Trayvon Martin's killer, George Zimmerman, is suing nearly everyone involved in his murder trial


  • Screenshot via Joel Gilbert/YouTube
George Zimmerman wants your attention again, along with millions of taxpayer dollars.

The violent, stalking, racist creep – and former self-appointed neighborhood-watch captain who shot and killed unarmed teenager Trayvon Martin in Sanford on Feb. 26, 2012 – has announced he is suing nearly everyone from his criminal trial, where he was acquitted of second-degree murder.

The suit names Martin's parents, their attorney, a star witness in his trial, the prosecutors in the case, the state of Florida, and the Florida Department of Law Enforcement, in seeking $100 million.

A release from his attorney, former federal prosecutor Larry Klayman, says Zimmerman is seeking damages for being "wrongly convicted" based on false evidence and false testimony from Rachel Jeantel.

Jeantel, who was sometimes characterized as Martin's girlfriend during the trial, was on the phone with Martin, who was 17 years old at the time, in the moments before he was shot to death by Zimmerman, then 28, outside the Retreat at Twin Lakes gated community. Naturally, she was a key witness for the prosecution.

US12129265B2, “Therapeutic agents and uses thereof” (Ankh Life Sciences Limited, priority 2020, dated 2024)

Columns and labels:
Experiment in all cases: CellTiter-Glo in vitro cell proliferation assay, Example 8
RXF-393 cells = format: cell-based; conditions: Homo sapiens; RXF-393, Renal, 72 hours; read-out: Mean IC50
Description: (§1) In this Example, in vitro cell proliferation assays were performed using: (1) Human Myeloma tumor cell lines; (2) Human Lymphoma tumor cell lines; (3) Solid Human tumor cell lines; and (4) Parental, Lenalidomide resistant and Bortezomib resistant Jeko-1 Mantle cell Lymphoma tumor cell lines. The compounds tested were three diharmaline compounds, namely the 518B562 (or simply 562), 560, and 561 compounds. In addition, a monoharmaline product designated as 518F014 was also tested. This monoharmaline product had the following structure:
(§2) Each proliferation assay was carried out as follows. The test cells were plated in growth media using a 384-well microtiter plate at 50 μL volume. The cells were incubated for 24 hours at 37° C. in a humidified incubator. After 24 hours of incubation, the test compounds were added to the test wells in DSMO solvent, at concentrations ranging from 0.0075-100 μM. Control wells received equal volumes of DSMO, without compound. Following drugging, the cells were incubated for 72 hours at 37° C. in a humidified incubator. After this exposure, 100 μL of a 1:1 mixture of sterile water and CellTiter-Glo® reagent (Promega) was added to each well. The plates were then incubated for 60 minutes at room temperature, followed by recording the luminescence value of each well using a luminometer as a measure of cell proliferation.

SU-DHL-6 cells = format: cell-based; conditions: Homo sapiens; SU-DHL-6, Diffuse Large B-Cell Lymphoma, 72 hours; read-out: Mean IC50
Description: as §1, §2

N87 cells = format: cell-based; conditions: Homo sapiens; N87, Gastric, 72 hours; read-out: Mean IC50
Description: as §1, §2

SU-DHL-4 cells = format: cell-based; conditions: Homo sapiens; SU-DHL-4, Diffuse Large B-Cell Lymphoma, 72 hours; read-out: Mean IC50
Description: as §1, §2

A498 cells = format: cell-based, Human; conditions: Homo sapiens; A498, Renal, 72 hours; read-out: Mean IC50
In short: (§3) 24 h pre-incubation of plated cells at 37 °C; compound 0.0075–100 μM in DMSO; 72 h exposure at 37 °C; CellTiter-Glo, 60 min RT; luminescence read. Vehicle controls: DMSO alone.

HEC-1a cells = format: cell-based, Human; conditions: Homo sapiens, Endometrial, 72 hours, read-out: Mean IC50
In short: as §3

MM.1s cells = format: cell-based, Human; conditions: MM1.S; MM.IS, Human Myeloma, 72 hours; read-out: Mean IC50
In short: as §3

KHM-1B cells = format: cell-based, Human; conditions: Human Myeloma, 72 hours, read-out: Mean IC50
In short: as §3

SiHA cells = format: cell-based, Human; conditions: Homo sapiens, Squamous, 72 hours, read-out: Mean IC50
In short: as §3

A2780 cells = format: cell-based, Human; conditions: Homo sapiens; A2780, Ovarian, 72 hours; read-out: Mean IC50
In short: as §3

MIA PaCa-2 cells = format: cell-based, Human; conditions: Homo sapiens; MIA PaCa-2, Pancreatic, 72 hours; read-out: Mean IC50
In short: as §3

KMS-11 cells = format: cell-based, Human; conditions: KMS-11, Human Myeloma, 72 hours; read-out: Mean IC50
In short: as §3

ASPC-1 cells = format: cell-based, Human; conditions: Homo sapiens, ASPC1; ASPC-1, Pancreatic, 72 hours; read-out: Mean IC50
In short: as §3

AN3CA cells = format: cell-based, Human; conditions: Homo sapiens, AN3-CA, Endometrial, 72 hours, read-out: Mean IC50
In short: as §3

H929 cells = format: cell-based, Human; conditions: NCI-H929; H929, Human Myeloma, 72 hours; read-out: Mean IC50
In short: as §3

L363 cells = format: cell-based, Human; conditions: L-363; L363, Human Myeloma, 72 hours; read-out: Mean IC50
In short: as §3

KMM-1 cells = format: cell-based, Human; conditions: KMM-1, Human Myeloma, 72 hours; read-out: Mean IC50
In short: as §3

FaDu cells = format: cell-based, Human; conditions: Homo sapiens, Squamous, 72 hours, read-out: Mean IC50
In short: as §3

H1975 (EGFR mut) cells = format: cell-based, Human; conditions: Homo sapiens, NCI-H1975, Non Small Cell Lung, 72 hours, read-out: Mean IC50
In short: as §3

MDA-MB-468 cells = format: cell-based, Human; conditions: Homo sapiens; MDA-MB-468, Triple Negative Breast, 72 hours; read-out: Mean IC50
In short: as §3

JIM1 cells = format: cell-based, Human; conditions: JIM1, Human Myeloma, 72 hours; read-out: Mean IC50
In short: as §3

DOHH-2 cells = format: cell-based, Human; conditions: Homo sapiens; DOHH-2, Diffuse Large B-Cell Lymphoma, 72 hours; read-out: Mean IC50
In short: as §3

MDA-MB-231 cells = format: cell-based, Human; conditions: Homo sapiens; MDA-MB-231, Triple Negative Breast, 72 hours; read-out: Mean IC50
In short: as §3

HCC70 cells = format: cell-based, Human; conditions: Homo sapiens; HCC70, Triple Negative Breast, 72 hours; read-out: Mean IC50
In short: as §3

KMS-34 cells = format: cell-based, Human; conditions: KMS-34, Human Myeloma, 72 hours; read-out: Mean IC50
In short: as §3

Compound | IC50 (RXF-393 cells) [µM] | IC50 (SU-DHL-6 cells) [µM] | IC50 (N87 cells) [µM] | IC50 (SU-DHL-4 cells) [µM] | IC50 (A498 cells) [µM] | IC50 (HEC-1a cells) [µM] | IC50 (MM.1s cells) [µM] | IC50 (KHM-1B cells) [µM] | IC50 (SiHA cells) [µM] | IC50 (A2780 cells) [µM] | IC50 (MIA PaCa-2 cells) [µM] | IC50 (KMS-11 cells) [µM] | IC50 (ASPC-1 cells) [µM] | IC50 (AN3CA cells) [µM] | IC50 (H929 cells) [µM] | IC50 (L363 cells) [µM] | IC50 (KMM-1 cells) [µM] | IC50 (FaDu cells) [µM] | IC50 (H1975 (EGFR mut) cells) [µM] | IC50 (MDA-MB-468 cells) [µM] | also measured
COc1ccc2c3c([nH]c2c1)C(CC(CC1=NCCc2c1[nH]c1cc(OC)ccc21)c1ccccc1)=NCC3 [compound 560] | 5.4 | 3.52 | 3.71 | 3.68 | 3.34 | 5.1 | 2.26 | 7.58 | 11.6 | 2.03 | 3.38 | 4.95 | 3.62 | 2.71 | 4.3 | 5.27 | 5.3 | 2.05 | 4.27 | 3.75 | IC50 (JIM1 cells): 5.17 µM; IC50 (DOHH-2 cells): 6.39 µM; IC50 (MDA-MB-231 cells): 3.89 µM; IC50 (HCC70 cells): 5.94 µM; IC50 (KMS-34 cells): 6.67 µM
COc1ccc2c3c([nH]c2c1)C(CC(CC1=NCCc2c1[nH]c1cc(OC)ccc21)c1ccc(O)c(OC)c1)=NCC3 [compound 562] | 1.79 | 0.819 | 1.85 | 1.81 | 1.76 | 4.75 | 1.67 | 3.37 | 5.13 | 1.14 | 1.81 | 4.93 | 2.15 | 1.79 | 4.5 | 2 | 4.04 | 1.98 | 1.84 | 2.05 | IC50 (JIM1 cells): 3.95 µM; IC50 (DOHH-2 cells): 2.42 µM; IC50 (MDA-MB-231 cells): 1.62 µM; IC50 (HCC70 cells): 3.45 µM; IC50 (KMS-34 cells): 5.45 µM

The Miami native, a 19-year-old high school senior when the shooting took place, was inconsistent on the stand during Zimmerman's trial. Jeantel's demeanor oscillated between bullish defiance and subdued exasperation. Her factual testimony suffered from apparent discrepancies, like when she admitted she didn't write a letter to Martin's mother but asked a friend to write it, along with questions about why she signed the letter "Diamond Eugene."

When Zimmerman walked free after his murder trial, Jeantel partly blamed herself. It was clear her testimony had the potential to convict Zimmerman, which is why her second day on the stand was nationally televised.

Now, Zimmerman says that testimony was false, and that Jeantel is an imposter who lied about being on the phone with Martin before he died.

Zimmerman's lawsuit says that Jenteal lied in order to force the case back open after Sanford Police initially closed it on the basis of self-defense, and that, according to "research" detailed in the documentary "The Trayvon Hoax: Unmasking the Witness Fraud that Divided America" by director Joel Gilbert, Jeantel was never Martin's girlfriend.
More "research" from the movie, in the form of cell phone records, purportedly shows Martin's real girlfriend was someone named Britney Diamond Eugene, whom they allege had refused to lie on the stand.

According to Zimmerman's suit, Eugene was switched out with Jeantel, who they say lied to law enforcement officers and again on the stand. The suit alleges that Martin's mother, Sybrina Fulton, and Martin family attorney Benjamin Crump all knew about it, along with state prosecutors Bernie de la Rionda, John Guy and Angela Corey. Zimmerman feels he is entitled to one-tenth of a billion dollars to make up for it.

Zimmerman will be giving a press conference on Thursday, Dec. 5, at the Coral Gables Art Cinema, followed by a screening of the documentary and presentation of the filmmaker's "research."

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